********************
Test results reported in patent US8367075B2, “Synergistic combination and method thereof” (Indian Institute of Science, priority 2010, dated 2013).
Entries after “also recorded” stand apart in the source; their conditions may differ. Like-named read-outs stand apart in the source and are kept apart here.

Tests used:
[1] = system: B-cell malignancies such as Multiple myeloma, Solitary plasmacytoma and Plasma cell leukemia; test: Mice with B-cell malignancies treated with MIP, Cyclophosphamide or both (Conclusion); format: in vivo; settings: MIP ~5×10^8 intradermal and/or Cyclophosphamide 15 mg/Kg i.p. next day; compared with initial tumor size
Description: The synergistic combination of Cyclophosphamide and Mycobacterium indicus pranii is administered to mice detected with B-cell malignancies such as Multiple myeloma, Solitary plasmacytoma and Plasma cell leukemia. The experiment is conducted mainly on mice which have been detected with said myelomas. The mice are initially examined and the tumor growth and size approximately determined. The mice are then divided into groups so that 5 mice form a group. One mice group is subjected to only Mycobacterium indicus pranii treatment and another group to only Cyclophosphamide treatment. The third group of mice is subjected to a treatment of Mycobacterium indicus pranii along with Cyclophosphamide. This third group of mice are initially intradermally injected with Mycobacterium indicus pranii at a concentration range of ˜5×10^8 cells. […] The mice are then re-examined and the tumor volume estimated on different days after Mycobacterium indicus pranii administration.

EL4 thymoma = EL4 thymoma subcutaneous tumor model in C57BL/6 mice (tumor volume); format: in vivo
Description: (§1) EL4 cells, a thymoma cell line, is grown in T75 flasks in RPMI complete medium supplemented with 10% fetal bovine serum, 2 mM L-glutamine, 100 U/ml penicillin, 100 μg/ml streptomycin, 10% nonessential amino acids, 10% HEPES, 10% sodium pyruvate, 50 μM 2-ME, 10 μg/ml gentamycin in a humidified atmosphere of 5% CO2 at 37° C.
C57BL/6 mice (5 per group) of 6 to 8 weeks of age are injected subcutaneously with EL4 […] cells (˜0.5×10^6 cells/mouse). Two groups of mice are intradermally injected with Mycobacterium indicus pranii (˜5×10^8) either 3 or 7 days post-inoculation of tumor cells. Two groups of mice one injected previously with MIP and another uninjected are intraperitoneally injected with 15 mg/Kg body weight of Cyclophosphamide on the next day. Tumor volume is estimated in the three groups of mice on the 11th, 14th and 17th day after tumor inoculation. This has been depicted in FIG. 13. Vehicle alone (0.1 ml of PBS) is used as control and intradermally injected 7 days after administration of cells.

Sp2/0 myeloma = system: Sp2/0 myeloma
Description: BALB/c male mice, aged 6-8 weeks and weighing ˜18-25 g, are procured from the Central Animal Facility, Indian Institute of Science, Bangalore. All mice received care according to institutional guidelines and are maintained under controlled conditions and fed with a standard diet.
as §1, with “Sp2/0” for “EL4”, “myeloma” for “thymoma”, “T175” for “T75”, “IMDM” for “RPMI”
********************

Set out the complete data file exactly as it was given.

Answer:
Test results reported in patent US8367075B2, “Synergistic combination and method thereof” (Indian Institute of Science, priority 2010, dated 2013).
Entries after “also recorded” stand apart in the source; their conditions may differ. Like-named read-outs stand apart in the source and are kept apart here.

Tests used:
[1] = system: B-cell malignancies such as Multiple myeloma, Solitary plasmacytoma and Plasma cell leukemia; test: Mice with B-cell malignancies treated with MIP, Cyclophosphamide or both (Conclusion); format: in vivo; settings: MIP ~5×10^8 intradermal and/or Cyclophosphamide 15 mg/Kg i.p. next day; compared with initial tumor size
Description: The synergistic combination of Cyclophosphamide and Mycobacterium indicus pranii is administered to mice detected with B-cell malignancies such as Multiple myeloma, Solitary plasmacytoma and Plasma cell leukemia. The experiment is conducted mainly on mice which have been detected with said myelomas. The mice are initially examined and the tumor growth and size approximately determined. The mice are then divided into groups so that 5 mice form a group. One mice group is subjected to only Mycobacterium indicus pranii treatment and another group to only Cyclophosphamide treatment. The third group of mice is subjected to a treatment of Mycobacterium indicus pranii along with Cyclophosphamide. This third group of mice are initially intradermally injected with Mycobacterium indicus pranii at a concentration range of ˜5×10^8 cells. […] The mice are then re-examined and the tumor volume estimated on different days after Mycobacterium indicus pranii administration.

EL4 thymoma = EL4 thymoma subcutaneous tumor model in C57BL/6 mice (tumor volume); format: in vivo
Description: (§1) EL4 cells, a thymoma cell line, is grown in T75 flasks in RPMI complete medium supplemented with 10% fetal bovine serum, 2 mM L-glutamine, 100 U/ml penicillin, 100 μg/ml streptomycin, 10% nonessential amino acids, 10% HEPES, 10% sodium pyruvate, 50 μM 2-ME, 10 μg/ml gentamycin in a humidified atmosphere of 5% CO2 at 37° C.
C57BL/6 mice (5 per group) of 6 to 8 weeks of age are injected subcutaneously with EL4 […] cells (˜0.5×10^6 cells/mouse). Two groups of mice are intradermally injected with Mycobacterium indicus pranii (˜5×10^8) either 3 or 7 days post-inoculation of tumor cells. Two groups of mice one injected previously with MIP and another uninjected are intraperitoneally injected with 15 mg/Kg body weight of Cyclophosphamide on the next day. Tumor volume is estimated in the three groups of mice on the 11th, 14th and 17th day after tumor inoculation. This has been depicted in FIG. 13. Vehicle alone (0.1 ml of PBS) is used as control and intradermally injected 7 days after administration of cells.

Sp2/0 myeloma = system: Sp2/0 myeloma
Description: BALB/c male mice, aged 6-8 weeks and weighing ˜18-25 g, are procured from the Central Animal Facility, Indian Institute of Science, Bangalore. All mice received care according to institutional guidelines and are maintained under controlled conditions and fed with a standard diet.
as §1, with “Sp2/0” for “EL4”, “myeloma” for “thymoma”, “T175” for “T75”, “IMDM” for “RPMI”